• Seed-starting at home – Many gardeners find that not all of the plants that they want to grow are available for sale at the garden centers or big box stores, so they want to start plants in their homes. Below are several guides for advice if you choose to grow plants from seeds at home.

    • A webinar from Fine Gardening magazine on Feb. 18th

  • Bunnies and Beans – Last season many of us had issues with bunnies and rodents eating our beautiful plants. Here is Gardener Barbara Loesch’s detailed account of her struggles, along with fellow-Gardener Darlene Hinman, as they try to harvest beans despite the hungry bunny that plagued them. Recommended solutions are included. 

Bunnies and Beans

By Barbara Loesch

Last year Darlene Hinman and I shared 2 garden plots and were excited thinking about all the flowers and vegetables we were going to gather, perhaps even having enough to share with the community.  As the saying goes, best laid plans often go awry!  Our flowers did beautifully but beans suffered and bunnies benefited.  Our first batch of Blue Lake bush green beans grew beautifully and the beans we gathered were exceptional – sweet and tender.  We gathered enough to even have some to put in the freezer for future enjoyment.  However, the 2nd planting suffered the invasion and insult of the dreaded bunnies.  Cute though they may be when they are not in one’s garden, they decimated our second bean crop.  We managed one spindly little bean before the bunnies nibbled the plants to the ground.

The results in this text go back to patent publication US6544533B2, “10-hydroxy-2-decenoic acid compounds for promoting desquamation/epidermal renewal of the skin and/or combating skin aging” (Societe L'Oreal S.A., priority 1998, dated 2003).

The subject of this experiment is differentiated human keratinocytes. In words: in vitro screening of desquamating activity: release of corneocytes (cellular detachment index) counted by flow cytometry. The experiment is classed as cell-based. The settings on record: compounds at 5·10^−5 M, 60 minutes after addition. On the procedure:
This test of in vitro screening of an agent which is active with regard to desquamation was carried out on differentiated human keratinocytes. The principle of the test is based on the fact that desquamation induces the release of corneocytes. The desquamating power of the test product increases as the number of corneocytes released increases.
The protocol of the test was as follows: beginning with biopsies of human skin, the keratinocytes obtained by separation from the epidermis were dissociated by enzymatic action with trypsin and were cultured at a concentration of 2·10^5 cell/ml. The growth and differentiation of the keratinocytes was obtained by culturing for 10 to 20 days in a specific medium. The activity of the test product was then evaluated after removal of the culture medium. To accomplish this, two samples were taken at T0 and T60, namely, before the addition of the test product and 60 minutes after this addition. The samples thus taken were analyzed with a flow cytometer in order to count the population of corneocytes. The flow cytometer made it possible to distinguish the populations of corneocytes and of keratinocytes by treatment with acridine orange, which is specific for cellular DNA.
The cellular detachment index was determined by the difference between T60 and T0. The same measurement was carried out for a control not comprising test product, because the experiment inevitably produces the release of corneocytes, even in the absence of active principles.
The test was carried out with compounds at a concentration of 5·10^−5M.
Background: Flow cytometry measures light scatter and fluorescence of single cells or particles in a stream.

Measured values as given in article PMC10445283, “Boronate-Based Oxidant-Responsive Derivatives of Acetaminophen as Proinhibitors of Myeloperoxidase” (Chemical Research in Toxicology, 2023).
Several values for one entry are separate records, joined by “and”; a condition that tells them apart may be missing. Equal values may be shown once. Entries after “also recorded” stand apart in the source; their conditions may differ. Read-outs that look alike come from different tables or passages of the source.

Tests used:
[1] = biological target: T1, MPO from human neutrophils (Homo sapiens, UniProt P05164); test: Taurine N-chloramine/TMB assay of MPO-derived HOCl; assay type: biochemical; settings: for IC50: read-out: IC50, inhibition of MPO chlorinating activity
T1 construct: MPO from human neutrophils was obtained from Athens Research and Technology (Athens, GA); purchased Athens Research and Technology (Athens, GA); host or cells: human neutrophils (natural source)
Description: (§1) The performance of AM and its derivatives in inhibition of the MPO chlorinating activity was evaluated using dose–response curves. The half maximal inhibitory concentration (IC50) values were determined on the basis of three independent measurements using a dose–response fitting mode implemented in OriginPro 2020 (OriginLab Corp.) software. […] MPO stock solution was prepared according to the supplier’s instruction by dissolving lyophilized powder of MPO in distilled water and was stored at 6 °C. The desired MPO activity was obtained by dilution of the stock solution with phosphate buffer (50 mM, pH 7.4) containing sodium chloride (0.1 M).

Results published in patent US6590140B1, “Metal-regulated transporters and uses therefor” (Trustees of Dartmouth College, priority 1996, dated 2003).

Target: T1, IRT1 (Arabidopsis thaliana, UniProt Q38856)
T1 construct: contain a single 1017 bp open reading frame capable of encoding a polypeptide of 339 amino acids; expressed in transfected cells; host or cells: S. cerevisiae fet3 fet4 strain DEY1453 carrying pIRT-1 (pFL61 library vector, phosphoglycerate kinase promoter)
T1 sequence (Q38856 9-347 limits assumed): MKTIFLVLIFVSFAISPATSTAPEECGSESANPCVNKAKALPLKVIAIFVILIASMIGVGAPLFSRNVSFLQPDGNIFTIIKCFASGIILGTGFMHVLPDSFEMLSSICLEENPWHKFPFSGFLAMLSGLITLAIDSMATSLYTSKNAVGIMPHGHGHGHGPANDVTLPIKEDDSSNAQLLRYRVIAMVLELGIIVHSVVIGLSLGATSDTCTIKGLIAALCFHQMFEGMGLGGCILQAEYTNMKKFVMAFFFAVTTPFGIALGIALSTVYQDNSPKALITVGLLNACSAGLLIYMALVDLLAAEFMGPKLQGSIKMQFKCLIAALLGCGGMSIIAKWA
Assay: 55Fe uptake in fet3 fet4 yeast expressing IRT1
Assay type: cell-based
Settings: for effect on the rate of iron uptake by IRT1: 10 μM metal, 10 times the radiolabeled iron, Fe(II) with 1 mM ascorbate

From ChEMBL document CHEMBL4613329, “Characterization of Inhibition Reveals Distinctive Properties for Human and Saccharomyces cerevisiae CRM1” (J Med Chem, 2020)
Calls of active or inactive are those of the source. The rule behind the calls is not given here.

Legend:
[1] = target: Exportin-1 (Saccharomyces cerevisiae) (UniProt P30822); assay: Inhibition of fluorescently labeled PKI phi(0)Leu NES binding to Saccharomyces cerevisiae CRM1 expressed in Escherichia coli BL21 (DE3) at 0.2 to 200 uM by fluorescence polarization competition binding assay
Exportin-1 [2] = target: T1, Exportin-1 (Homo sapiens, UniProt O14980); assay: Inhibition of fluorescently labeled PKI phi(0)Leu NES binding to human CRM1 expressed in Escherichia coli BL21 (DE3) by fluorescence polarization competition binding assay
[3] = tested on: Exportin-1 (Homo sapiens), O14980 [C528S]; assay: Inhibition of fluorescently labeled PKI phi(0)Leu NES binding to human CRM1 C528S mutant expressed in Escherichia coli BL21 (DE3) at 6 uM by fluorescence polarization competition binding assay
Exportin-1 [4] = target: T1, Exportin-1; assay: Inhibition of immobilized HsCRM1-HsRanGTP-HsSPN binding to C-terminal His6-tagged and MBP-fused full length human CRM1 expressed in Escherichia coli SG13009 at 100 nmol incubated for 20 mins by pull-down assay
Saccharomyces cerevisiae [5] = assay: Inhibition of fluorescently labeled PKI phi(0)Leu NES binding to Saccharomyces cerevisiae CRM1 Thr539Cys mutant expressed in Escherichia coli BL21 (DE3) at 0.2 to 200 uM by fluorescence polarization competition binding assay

So, hoping to find ways of defeating those “wascally wabbits” as Elmer Fudd tried without success, I spent a good amount of time researching how to keep rabbits out of the garden and here are some of options I found which I have listed below.  We need to be mindful that anything we use in the garden needs to be organic.

  1.  Enclosing the bean plants with chicken wire that needs to be 2 feet tall (rumor has it that they can’t jump higher), buried anywhere from 3-6 inches below ground to discourage burrowing, and the mesh holes should be ½ to 1 inch.  The top would be open to facilitate harvesting.

  2. Use an organic spray of water, soap, hot sauce and garlic that would be sprayed on the plants or the ground around the plants and, ideally, would be done twice a day.

  3. Putting dried blood or bone meal on the ground by the plants.

  4. Hanging little bags of Irish Spring soap near the plants. The advantage of this is that you can use the soap to wash your hands when they get dirty.

  5. Invest in a Pest Away or Yard Gard device which would be a little pricey but would perhaps discourage other pests like rats and voles from the garden.

  6. Putting whirly gigs in the garden to make noise.

  7. Attaching tin pie plates to sticks to make noise. Evidently rabbits dislike noise so avoid areas that are noisy.

  8. Finally, invest in a commercial critter netting system that covers the plants and has zippered sections that can be opened to allow for harvesting. 

Darlene and I will try some of these options and wonder what other gardeners are doing to defeat these little rascals.  Let us know.